The old-fashioned radio with its big antenna has neither the convenience of a Bluetooth connection nor does it offer us much choice in what we listen to. Unlike the phones in our pocket, which - much like the overachieving classmate - allow us to stream our selection of music, watch our favourite shows, make payments from the comfort of our homes, and cater to all our other needs, the bulky radio still seems to have remained a favourite for decades. It seems like smartphones in the market today are trapped in a constant rotation like the repeated “flavour of the week” at an ice cream parlour.

In this rapidly changing, temporary world, holding on to sentimental pieces of our past, to a different time, has become an innovative commodity. Nostalgia plays a big part in the popularity of retro-tech. Nostalgia brings back the memories and emotions connected to our past experiences, which build the foundations of our present selves. In other words, nostalgia sells!

Youngsters follow trends not just to fit in, but also perhaps to find their own identity or a sense of individuality. This is why even vintage fashion has made a comeback in recent years. The youth of today love playing with styles that are comfortable but also deemed ‘quirky.’ All of these things have led to the infusion of retro-tech and styles into pop culture.

Technology companies are able to bridge the generation gap by pulling on the heartstrings of their consumers and making them yearn for an experience that they emotionally connect to. Millennials have fallen prey to the nostalgia trap caused by the familiarity of the unplugged real world. Reaching out to older devices with basic functions such as alarm clocks, cameras, gramophone, DVD players seems like an escape from the constant “tied-up” world of smartphones and computers.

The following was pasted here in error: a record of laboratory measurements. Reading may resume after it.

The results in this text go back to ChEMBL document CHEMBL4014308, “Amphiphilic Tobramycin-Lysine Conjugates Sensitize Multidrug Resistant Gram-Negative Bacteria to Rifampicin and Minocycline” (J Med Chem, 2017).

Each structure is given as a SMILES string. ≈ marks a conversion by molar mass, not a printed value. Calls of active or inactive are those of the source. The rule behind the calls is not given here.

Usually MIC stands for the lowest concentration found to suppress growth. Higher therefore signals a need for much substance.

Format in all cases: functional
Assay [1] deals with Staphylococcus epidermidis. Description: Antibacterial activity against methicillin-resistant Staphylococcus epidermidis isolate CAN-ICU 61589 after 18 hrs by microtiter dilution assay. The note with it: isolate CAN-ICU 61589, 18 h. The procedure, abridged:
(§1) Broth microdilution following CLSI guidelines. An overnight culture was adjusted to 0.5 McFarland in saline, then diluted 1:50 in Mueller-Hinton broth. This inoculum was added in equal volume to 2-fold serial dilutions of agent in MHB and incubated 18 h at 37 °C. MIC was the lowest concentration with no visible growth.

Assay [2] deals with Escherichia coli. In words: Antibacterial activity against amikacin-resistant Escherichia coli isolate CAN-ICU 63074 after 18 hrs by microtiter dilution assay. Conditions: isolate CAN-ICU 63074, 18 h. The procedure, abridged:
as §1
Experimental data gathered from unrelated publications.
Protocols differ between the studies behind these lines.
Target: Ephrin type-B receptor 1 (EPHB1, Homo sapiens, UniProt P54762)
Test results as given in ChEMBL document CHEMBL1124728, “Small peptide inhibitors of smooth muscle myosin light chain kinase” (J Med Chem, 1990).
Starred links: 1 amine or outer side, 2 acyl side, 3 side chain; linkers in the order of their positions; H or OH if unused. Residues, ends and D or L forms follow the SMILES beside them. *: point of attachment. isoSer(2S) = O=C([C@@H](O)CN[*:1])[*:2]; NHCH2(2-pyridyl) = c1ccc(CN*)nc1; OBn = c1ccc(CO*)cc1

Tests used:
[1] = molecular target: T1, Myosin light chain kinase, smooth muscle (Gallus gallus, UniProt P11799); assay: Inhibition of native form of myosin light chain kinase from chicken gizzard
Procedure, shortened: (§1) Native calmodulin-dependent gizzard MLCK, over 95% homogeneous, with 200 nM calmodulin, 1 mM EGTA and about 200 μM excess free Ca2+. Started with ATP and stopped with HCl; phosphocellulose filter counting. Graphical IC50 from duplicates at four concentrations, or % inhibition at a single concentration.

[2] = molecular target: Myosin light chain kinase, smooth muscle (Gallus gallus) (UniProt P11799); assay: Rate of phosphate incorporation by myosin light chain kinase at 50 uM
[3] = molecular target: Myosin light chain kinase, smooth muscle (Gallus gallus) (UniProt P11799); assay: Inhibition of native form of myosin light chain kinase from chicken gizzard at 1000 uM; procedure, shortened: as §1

Even with applications such as Grammarly that aid in the development of writing skills, some still prefer to hone their skills on an age-old typewriter. The film camera that should have become obsolete in this digital age has made quite a spectacular comeback with Fujifilm seeing an unexpected rise in the sales of Polaroid cameras in recent years. The music industry first went digital in the 1990s with the advent of MP3-players and later, iPods. Today, even with streaming applications like Spotify which study your favourite music and recommend songs and curate playlists for you, people still seek out vinyl records. This medium of listening to music is so popular that even the artists on the Billboard Hot 100 Chart release their music both digitally and pressed to vinyl.

Despite the fact that polaroid often looks blurry, the idea of being able to capture just the cherished moments makes them feel more vibrant. Even though the vinyl sound quality is nowhere close to being as smooth as that of a streaming platform, the ambience it creates is far more intimate than the latter. Retro products carry with them a unique experience, or as some like to call it, aesthetics.

The unparalleled artistry and the vintage vibe that the older gadgets offer are spectacular enough to win anybody over. Design is a palpable part of the appeal, and some designs are simply timeless. Even with today’s premier designs and layout, hefty old toy-like designs rack up thousands of likes and shares on Tumblr and Pinterest.

The thrill that the rasping mono cassette player and the rotary dial telephone elicits is directly linked to the aesthetic familiarity it provides. The happiness that sparkles with the coffee printed photos that give the vintage vibe of an old camera is another pleasure in itself. A pixel on a cathode-ray-tube monitor is far more artistically appealing with its soft low-resolution quality than a modern-day display.

Even Sony celebrated its revolutionary Walkman’s anniversary by releasing a modern audio player styled identically to its 1979 cousin. Compared to a practical individual, the ones seeking aesthetics are willing to pay more for higher quality or for a more authentic experience.

In today’s world, with advancements in technology inching towards a new peak every day, we still yearn for the nostalgia, for our innocent childhood when technology was as young as we were. The “outdated” tech is undoubtedly making a comeback, and the reason lies in the simple truth that humans want the excitement of something new and the familiarity of something old, and retro-tech provides it to us on a silver platter, waiting to be relished.

Sreelakshmi Ranjith